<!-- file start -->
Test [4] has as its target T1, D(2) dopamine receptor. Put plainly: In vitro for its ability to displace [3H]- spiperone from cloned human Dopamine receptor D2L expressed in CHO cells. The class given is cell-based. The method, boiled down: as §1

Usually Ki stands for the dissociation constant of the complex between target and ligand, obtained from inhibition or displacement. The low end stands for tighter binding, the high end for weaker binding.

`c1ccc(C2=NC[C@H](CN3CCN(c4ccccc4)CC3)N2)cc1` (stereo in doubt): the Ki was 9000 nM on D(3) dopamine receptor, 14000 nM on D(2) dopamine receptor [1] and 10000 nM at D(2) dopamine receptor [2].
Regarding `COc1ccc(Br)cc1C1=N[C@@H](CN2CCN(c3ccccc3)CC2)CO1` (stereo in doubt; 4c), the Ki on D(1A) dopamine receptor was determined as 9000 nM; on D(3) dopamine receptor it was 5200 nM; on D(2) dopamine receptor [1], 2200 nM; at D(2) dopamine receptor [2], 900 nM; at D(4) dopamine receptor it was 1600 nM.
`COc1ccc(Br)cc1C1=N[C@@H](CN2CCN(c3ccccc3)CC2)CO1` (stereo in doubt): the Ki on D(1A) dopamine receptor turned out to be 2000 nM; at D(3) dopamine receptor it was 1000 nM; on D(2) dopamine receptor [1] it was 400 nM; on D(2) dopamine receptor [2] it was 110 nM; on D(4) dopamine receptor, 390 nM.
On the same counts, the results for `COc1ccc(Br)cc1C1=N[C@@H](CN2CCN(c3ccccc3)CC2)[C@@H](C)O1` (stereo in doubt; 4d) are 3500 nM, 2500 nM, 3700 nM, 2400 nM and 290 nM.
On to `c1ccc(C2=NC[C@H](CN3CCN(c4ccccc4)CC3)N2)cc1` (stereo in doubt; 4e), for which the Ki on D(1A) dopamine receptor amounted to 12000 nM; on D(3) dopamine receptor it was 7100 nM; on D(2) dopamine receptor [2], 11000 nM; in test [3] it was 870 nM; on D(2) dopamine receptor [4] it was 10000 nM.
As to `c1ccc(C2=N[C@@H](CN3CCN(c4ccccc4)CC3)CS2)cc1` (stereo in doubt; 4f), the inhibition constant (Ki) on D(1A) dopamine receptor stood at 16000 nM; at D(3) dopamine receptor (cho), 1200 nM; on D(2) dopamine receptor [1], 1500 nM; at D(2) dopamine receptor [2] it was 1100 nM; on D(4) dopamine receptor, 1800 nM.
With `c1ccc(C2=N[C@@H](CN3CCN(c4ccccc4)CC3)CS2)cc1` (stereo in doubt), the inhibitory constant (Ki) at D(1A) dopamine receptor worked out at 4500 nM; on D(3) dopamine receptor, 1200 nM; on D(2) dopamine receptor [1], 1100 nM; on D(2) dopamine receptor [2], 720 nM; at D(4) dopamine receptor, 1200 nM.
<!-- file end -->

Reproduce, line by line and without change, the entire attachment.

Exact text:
Test [4] has as its target T1, D(2) dopamine receptor. Put plainly: In vitro for its ability to displace [3H]- spiperone from cloned human Dopamine receptor D2L expressed in CHO cells. The class given is cell-based. The method, boiled down: as §1

Usually Ki stands for the dissociation constant of the complex between target and ligand, obtained from inhibition or displacement. The low end stands for tighter binding, the high end for weaker binding.

`c1ccc(C2=NC[C@H](CN3CCN(c4ccccc4)CC3)N2)cc1` (stereo in doubt): the Ki was 9000 nM on D(3) dopamine receptor, 14000 nM on D(2) dopamine receptor [1] and 10000 nM at D(2) dopamine receptor [2].
Regarding `COc1ccc(Br)cc1C1=N[C@@H](CN2CCN(c3ccccc3)CC2)CO1` (stereo in doubt; 4c), the Ki on D(1A) dopamine receptor was determined as 9000 nM; on D(3) dopamine receptor it was 5200 nM; on D(2) dopamine receptor [1], 2200 nM; at D(2) dopamine receptor [2], 900 nM; at D(4) dopamine receptor it was 1600 nM.
`COc1ccc(Br)cc1C1=N[C@@H](CN2CCN(c3ccccc3)CC2)CO1` (stereo in doubt): the Ki on D(1A) dopamine receptor turned out to be 2000 nM; at D(3) dopamine receptor it was 1000 nM; on D(2) dopamine receptor [1] it was 400 nM; on D(2) dopamine receptor [2] it was 110 nM; on D(4) dopamine receptor, 390 nM.
On the same counts, the results for `COc1ccc(Br)cc1C1=N[C@@H](CN2CCN(c3ccccc3)CC2)[C@@H](C)O1` (stereo in doubt; 4d) are 3500 nM, 2500 nM, 3700 nM, 2400 nM and 290 nM.
On to `c1ccc(C2=NC[C@H](CN3CCN(c4ccccc4)CC3)N2)cc1` (stereo in doubt; 4e), for which the Ki on D(1A) dopamine receptor amounted to 12000 nM; on D(3) dopamine receptor it was 7100 nM; on D(2) dopamine receptor [2], 11000 nM; in test [3] it was 870 nM; on D(2) dopamine receptor [4] it was 10000 nM.
As to `c1ccc(C2=N[C@@H](CN3CCN(c4ccccc4)CC3)CS2)cc1` (stereo in doubt; 4f), the inhibition constant (Ki) on D(1A) dopamine receptor stood at 16000 nM; at D(3) dopamine receptor (cho), 1200 nM; on D(2) dopamine receptor [1], 1500 nM; at D(2) dopamine receptor [2] it was 1100 nM; on D(4) dopamine receptor, 1800 nM.
With `c1ccc(C2=N[C@@H](CN3CCN(c4ccccc4)CC3)CS2)cc1` (stereo in doubt), the inhibitory constant (Ki) at D(1A) dopamine receptor worked out at 4500 nM; on D(3) dopamine receptor, 1200 nM; on D(2) dopamine receptor [1], 1100 nM; on D(2) dopamine receptor [2], 720 nM; at D(4) dopamine receptor, 1200 nM.